Fiona Ross shares some hard, unspoken truths about love in her new single and live video for Don’t Say — showcasing today on Tinnitist.
“It’s basically about two people who love each other but won’t say it out loud; once you say it out loud, it becomes the truth and, in this case, problematic,” says the award-winning, internationally acclaimed contemporary jazz songstress. “Musically, there is also a huge story behind this song, and it will always be very close to my heart because of it.”
That story begins with the third chord of the tune from her recent album Fierce and Non-Compliant. “Literally, as I worked out and played the third chord — G#9/13/F# — I thought how amazing it would be to have the artist Snow Owl play on this track, and be a special guest on my next album. I really don’t know why, but the idea just came to me as I played that chord… I could sort of hear him playing in my head.”
Ross’ familiarity with Snow Owl — multi-award winning world jazz virtuoso Juan García-Herreros — had solidified years earlier after she interviewed him for Jazz in Europe. “He has inspired me ever since,” she says. “Long story short, I ended up flying to his current home base in Vienna and recording two songs in a castle with him for my album. It also turned out that the chord that made me think of him is actually his favourite. Mind blowing! The whole experience was just incredible.”
While this song came to life in a castle, the live version above was reimagined in an equally stunning setting — St Cuthbert’s Church in London, England. “I spent a few months basically wandering into churches across London, bursting into song and then leaving,” she recalls, laughing. “I love singing in churches because the acoustics give my voice freedom. I actually don’t like singing in a studio environment. There’s always pressure on my bassist Derek Daley when playing this song live.
“I mean, Snow Owl was recently voted ‘best bassist’ in the world and … You don’t want to compete with that, ha! So, as he always does, I told him to just do his thing and put his own mark on the song for this video, which he really does. As with my other video, the purpose of these sessions was to record something simple, stripped back, and just enjoy playing in a gorgeous setting. The crew was tiny, and it was only people that are very close to my heart. I wanted to do a video that was just fun, and about enjoying singing… No fancy make up artists… No fancy settings… Just me doing my thing!”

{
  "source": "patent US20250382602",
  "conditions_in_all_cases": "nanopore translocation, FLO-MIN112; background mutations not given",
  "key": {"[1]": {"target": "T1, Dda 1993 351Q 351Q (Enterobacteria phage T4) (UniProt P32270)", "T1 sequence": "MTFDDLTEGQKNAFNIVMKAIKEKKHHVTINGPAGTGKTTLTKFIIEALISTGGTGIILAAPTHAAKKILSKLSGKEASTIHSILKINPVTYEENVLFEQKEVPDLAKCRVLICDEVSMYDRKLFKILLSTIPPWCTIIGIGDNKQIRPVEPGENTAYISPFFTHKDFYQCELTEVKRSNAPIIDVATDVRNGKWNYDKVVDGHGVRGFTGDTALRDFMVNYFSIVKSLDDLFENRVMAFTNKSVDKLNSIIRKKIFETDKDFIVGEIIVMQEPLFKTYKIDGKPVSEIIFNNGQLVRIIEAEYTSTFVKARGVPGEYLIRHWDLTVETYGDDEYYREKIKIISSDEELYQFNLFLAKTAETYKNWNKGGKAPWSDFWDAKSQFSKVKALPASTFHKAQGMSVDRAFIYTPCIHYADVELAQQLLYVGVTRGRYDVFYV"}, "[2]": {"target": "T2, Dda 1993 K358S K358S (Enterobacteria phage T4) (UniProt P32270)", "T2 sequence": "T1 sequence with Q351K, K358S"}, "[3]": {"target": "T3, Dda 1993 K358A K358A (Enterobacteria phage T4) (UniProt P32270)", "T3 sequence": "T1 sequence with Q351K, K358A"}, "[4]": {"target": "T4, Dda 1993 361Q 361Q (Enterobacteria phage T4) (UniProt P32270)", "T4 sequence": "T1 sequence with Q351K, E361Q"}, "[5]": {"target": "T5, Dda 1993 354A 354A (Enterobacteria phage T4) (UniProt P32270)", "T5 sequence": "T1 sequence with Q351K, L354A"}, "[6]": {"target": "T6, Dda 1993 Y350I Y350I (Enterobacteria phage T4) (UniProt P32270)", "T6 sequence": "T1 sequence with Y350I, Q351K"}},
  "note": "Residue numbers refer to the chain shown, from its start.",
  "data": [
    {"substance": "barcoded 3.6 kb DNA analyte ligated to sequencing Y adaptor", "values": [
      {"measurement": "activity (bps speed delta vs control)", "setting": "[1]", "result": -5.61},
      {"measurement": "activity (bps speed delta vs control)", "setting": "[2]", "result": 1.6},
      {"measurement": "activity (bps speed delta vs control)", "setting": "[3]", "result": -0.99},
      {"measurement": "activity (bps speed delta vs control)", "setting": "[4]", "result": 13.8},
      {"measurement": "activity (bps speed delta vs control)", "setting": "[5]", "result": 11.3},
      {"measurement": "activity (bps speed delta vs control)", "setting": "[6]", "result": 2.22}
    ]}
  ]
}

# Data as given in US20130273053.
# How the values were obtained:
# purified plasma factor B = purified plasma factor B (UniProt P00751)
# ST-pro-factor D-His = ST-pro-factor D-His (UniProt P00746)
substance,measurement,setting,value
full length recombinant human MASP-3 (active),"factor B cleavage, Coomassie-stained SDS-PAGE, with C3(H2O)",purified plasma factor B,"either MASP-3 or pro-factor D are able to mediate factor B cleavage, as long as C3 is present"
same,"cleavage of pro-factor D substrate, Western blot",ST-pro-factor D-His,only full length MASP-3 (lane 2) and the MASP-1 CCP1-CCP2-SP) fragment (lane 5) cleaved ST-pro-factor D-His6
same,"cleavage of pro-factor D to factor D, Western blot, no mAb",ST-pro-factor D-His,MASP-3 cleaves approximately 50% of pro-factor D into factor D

Doing her thing is the central theme of Fierce and Non-Compliant, and deservedly so. The album is not merely a sonic sojourn into Ross’ songwriting journal, but also her jotter notes as an esteemed jazz journalist. “I’ve interviewed some incredible people,” she shares, including Maxine Gordon, Steven Gadd, Dee Dee Bridgewater, Terri Lynne Carrington and Kyle Eastwood. “I’d wanted to include some people on the album that have really inspired me as a person and as an artist. I was truly blown away they said yes.”
Since the age of two, there has rarely been a day for the award-winning vocalist, pianist, composer, producer, educator, and journalist that hasn’t entered around music. Storied highlights include fibbing her age at 14 years old to elbow her way onto jazz club stages throughout London to gig on weekends, and attending England’s prestigious Arts Educational School. As Head of British Academy of New Music for nearly a decade, Ross is credited for having a hand in training the likes of Ed Sheeran, Rita Ora and Jess Glynne, to name a few.
In her artistic career, Ross has previously released Black, White and a Little Bit of Grey, Just Me (and sometimes someone else), and A Twist of Blue. But Fierce and Non-Compliant has been the contemporary virtuoso’s most demanding release. This album “has been a huge challenge on many levels,” Ross says, having completed all of the writing, arrangement and production, save for two of the 13 tracks produced by Snow Owl. “I have reached into places I have just not been before. The ‘fierce’ is coming from many different angles. It has been emotional!”